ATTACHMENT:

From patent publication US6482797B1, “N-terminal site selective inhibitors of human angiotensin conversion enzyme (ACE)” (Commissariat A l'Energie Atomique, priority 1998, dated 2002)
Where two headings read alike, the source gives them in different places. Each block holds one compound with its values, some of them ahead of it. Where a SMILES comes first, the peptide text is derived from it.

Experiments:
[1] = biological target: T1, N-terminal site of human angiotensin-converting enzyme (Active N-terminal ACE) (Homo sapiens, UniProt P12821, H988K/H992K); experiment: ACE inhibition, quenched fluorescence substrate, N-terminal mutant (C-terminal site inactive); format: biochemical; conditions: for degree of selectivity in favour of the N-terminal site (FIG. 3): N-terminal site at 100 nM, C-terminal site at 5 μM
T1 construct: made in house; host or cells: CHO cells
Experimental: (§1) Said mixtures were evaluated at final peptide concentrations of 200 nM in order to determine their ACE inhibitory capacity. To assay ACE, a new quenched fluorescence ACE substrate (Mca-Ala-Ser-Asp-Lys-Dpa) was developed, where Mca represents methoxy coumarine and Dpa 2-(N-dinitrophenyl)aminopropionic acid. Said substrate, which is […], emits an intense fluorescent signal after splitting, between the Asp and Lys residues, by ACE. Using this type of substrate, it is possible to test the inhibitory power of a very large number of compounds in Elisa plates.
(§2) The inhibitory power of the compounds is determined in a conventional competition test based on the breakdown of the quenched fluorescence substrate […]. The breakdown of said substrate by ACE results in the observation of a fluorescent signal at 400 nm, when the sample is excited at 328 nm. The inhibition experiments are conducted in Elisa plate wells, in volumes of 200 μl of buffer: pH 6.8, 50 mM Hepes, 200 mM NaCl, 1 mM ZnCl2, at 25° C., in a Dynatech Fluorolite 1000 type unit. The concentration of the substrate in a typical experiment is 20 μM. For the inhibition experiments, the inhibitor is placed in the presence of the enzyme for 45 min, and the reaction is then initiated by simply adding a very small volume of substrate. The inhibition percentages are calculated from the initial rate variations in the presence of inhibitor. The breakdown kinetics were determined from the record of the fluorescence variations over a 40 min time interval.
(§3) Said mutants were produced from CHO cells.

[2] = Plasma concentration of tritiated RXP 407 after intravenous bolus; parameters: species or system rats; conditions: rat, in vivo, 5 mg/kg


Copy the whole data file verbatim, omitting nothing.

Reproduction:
From patent publication US6482797B1, “N-terminal site selective inhibitors of human angiotensin conversion enzyme (ACE)” (Commissariat A l'Energie Atomique, priority 1998, dated 2002)
Where two headings read alike, the source gives them in different places. Each block holds one compound with its values, some of them ahead of it. Where a SMILES comes first, the peptide text is derived from it.

Experiments:
[1] = biological target: T1, N-terminal site of human angiotensin-converting enzyme (Active N-terminal ACE) (Homo sapiens, UniProt P12821, H988K/H992K); experiment: ACE inhibition, quenched fluorescence substrate, N-terminal mutant (C-terminal site inactive); format: biochemical; conditions: for degree of selectivity in favour of the N-terminal site (FIG. 3): N-terminal site at 100 nM, C-terminal site at 5 μM
T1 construct: made in house; host or cells: CHO cells
Experimental: (§1) Said mixtures were evaluated at final peptide concentrations of 200 nM in order to determine their ACE inhibitory capacity. To assay ACE, a new quenched fluorescence ACE substrate (Mca-Ala-Ser-Asp-Lys-Dpa) was developed, where Mca represents methoxy coumarine and Dpa 2-(N-dinitrophenyl)aminopropionic acid. Said substrate, which is […], emits an intense fluorescent signal after splitting, between the Asp and Lys residues, by ACE. Using this type of substrate, it is possible to test the inhibitory power of a very large number of compounds in Elisa plates.
(§2) The inhibitory power of the compounds is determined in a conventional competition test based on the breakdown of the quenched fluorescence substrate […]. The breakdown of said substrate by ACE results in the observation of a fluorescent signal at 400 nm, when the sample is excited at 328 nm. The inhibition experiments are conducted in Elisa plate wells, in volumes of 200 μl of buffer: pH 6.8, 50 mM Hepes, 200 mM NaCl, 1 mM ZnCl2, at 25° C., in a Dynatech Fluorolite 1000 type unit. The concentration of the substrate in a typical experiment is 20 μM. For the inhibition experiments, the inhibitor is placed in the presence of the enzyme for 45 min, and the reaction is then initiated by simply adding a very small volume of substrate. The inhibition percentages are calculated from the initial rate variations in the presence of inhibitor. The breakdown kinetics were determined from the record of the fluorescence variations over a 40 min time interval.
(§3) Said mutants were produced from CHO cells.

[2] = Plasma concentration of tritiated RXP 407 after intravenous bolus; parameters: species or system rats; conditions: rat, in vivo, 5 mg/kg